Shingles, also called Herpes Zoster (the same virus responsible for chickenpox), is a painful condition that can cause its own, wide array of symptoms affecting the skin and nervous system, most notably the skin rash that leaves patterns of red, blistered patches that resemble roof shingles.

Once someone has had chickenpox, the virus becomes dormant but remains in the body for the rest of their life. While there is no known cause for why some people develop shingles, it is thought that aging, or other events that suppress the immune system, can cause the virus to become active again. Not everyone who has had chickenpox may develop shingles, however, shingles can only come from the dormant chickenpox virus.

In some instances, shingles can cause a condition called postherpetic neuralgia. This condition occurs when nerve fibers in the skin become damaged after a serious outbreak of shingles. When this happens, the damaged fibers are unable to communicate properly with the brain and can cause the nerves to send pain signals even in the absence of a rash. This condition can often last for years after the shingles outbreak has cleared, and can become a recurrent source of debilitating chronic pain.

Those with a higher risk of developing postherpetic neuralgia include individuals over the age of 50, who have previously had severe outbreaks of skin rashes on their face or torso. Conditions such as diabetes can increase this risk, as well as delaying antiviral shingles treatments for more than 72 hours.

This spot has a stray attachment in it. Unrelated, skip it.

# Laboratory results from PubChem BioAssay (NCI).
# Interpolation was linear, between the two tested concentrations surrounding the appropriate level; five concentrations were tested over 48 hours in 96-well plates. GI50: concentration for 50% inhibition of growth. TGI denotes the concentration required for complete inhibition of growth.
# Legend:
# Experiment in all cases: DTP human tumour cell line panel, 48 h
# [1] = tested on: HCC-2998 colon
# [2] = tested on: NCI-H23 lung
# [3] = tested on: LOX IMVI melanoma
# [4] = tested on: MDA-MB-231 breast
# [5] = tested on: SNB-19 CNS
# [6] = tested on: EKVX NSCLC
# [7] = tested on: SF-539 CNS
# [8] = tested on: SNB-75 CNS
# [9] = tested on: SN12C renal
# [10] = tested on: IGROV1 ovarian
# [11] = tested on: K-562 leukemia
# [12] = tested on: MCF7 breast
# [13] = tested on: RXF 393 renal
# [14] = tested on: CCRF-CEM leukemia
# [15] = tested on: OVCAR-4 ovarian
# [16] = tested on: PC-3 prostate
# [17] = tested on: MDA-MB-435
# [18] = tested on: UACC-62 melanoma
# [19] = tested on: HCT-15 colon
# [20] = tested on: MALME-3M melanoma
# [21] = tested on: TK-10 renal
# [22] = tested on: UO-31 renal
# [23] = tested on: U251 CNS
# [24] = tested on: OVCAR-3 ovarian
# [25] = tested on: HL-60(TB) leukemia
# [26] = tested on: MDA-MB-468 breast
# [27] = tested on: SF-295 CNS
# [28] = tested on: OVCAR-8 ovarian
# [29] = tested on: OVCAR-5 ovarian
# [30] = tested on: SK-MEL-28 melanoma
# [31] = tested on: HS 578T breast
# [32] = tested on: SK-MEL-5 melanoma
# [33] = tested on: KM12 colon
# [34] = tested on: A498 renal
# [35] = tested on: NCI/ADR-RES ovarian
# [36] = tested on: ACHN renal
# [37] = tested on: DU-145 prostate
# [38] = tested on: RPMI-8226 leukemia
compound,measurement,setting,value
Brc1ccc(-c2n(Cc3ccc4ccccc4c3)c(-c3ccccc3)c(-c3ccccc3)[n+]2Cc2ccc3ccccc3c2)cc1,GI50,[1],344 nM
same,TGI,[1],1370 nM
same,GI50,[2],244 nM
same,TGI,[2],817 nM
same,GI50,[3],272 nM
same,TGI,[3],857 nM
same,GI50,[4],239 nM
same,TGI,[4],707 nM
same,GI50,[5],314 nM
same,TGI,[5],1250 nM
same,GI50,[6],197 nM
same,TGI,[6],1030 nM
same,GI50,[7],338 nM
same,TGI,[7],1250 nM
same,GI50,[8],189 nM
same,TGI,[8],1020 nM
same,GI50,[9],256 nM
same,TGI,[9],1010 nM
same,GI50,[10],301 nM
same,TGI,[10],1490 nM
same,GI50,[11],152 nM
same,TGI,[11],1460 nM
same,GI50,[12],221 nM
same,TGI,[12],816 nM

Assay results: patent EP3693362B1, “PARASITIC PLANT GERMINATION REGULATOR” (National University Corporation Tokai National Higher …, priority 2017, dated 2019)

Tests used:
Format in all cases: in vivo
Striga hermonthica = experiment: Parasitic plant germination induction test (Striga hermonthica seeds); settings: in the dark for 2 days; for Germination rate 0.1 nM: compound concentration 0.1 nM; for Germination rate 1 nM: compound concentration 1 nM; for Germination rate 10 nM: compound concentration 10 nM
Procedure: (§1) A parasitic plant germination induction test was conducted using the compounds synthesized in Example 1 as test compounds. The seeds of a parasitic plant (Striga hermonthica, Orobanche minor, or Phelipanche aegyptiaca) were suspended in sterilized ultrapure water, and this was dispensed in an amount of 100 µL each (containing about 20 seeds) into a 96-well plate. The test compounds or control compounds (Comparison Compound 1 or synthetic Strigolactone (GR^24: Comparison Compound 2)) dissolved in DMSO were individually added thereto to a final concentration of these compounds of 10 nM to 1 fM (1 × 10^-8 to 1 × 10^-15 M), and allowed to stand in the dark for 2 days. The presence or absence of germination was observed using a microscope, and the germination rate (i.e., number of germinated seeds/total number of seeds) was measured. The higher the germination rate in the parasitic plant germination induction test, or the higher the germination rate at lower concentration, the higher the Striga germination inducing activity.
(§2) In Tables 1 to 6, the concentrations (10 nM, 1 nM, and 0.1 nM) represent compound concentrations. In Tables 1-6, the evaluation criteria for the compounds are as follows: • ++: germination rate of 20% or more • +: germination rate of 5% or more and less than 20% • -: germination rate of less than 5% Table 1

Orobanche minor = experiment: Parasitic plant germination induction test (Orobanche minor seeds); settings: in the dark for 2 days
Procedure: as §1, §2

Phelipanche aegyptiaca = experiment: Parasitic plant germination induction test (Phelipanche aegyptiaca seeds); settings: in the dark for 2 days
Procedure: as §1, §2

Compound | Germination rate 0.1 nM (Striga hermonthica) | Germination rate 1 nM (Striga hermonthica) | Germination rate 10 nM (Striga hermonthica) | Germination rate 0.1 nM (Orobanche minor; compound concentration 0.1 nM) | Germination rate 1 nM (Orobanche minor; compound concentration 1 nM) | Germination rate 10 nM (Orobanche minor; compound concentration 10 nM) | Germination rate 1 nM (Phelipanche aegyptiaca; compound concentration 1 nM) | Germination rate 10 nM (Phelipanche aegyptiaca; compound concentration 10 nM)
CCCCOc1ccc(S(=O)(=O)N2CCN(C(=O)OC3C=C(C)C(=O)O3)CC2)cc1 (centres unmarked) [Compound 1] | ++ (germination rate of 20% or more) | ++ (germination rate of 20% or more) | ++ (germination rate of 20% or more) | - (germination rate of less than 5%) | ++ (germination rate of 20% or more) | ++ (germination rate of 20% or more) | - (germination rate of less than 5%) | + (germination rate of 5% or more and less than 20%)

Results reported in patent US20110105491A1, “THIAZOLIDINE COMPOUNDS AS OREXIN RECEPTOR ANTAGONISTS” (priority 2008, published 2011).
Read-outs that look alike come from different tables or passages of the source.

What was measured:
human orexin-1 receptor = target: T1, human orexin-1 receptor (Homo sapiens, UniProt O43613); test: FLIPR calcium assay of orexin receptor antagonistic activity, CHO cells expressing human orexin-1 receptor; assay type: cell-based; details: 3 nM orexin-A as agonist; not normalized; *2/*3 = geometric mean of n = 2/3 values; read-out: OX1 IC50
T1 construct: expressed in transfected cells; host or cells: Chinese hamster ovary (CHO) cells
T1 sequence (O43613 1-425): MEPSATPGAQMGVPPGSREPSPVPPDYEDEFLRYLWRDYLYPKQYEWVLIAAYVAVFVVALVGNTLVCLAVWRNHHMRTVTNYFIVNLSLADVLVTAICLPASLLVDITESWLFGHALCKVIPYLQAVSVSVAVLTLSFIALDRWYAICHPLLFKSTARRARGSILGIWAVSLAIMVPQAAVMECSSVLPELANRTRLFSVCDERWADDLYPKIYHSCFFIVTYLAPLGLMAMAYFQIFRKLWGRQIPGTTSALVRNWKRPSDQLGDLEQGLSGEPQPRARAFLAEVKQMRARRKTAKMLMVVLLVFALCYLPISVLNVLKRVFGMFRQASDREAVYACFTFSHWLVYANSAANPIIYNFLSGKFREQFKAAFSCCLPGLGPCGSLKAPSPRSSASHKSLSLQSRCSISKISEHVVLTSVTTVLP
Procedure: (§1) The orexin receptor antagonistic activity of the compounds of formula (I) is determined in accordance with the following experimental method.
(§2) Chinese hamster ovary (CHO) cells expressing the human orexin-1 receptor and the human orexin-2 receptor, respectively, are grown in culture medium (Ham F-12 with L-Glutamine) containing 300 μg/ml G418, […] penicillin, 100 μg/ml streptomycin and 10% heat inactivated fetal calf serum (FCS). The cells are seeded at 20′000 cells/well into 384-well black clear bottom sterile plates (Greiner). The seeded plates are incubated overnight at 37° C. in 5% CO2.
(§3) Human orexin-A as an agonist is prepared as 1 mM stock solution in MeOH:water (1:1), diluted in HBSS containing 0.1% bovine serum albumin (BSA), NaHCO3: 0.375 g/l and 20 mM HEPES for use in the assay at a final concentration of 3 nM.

Symptoms of postherpetic neuralgia can include some of the following:

  • Sharp, burning pain lasting more than three months after a rash has cleared
  • Severe sensitivity to touch, especially in areas of previous outbreaks
  • Sensitivity to temperature changes
  • Itching or numbness


Syphilis is caused by a bacterial infection typically passed through sexual contact. Syphilis usually arises as a painless sore, often on the genitals or mouth, which left untreated can spread in a rash over the entire body. This rash manifests in what is known as ‘secondary syphilis’. If left untreated, syphilis will become dormant (known as latent syphilis) and can stay within the body for decades, and cause several serious health conditions.

Once latent, syphilis can spread, causing damage to the brain and nervous system, in what is known as neurosyphilis. This type of syphilis usually occurs in patients with untreated, latent syphilis of 10-20 years. Neurosyphilis can cause a multitude of troublesome side effects, many of which can affect both the vision and motor functions of the CNS.

Neurosyphilis is very rare, as most syphilis cases are treated very early; cases caught early enough can be cured with a single shot of penicillin, but is nonetheless a very real threat for those with untreated syphilis.

Symptoms of neurosyphilis include:

  • Abnormal walk, or the inability to walk
  • Feelings of numbness in the legs or feet
  • Problems with cognitive abilities, such as confusion or lack of concentration
  • Depression or irritability
  • Headaches or stiff neck
  • Loss of bladder control
  • Visual problems or blindness in serious cases

Other Viral or Bacterial Infections That Can Cause Neuropathic Pain

Bottom Line on Neuropathic Pain

Neuropathic pain can be debilitating, and for some people, it can prove to be an insurmountable chronic pain that impedes their daily activities. There are many different types of neuropathic pain, each with its own symptoms and side effects, which can make finding a treatment that works very difficult. For many with nerve pain, physical therapy can prove to be an effective way to combat nerve pain. Others may find that certain prescription drugs can help alleviate more serious pain associated with some nerve pain. Whatever the case, it’s always important to contact a doctor before undertaking any treatments or remedies.